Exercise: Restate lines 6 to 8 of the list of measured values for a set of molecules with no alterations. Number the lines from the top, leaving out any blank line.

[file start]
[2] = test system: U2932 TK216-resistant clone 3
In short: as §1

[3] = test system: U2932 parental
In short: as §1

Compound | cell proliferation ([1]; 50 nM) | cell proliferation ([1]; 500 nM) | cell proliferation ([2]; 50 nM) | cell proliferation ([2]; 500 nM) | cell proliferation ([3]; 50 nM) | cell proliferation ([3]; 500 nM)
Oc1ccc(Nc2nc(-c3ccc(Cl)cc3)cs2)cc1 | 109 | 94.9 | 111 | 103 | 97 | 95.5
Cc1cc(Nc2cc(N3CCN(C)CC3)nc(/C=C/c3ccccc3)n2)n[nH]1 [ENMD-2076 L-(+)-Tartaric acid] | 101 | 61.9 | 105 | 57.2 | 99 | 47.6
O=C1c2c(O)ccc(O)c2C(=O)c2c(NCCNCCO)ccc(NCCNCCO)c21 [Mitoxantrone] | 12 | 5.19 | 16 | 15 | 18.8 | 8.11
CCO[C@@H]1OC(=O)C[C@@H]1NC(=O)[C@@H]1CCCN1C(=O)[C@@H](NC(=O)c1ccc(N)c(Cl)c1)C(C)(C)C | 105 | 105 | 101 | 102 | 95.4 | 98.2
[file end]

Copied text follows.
Oc1ccc(Nc2nc(-c3ccc(Cl)cc3)cs2)cc1 | 109 | 94.9 | 111 | 103 | 97 | 95.5
Cc1cc(Nc2cc(N3CCN(C)CC3)nc(/C=C/c3ccccc3)n2)n[nH]1 [ENMD-2076 L-(+)-Tartaric acid] | 101 | 61.9 | 105 | 57.2 | 99 | 47.6
O=C1c2c(O)ccc(O)c2C(=O)c2c(NCCNCCO)ccc(NCCNCCO)c21 [Mitoxantrone] | 12 | 5.19 | 16 | 15 | 18.8 | 8.11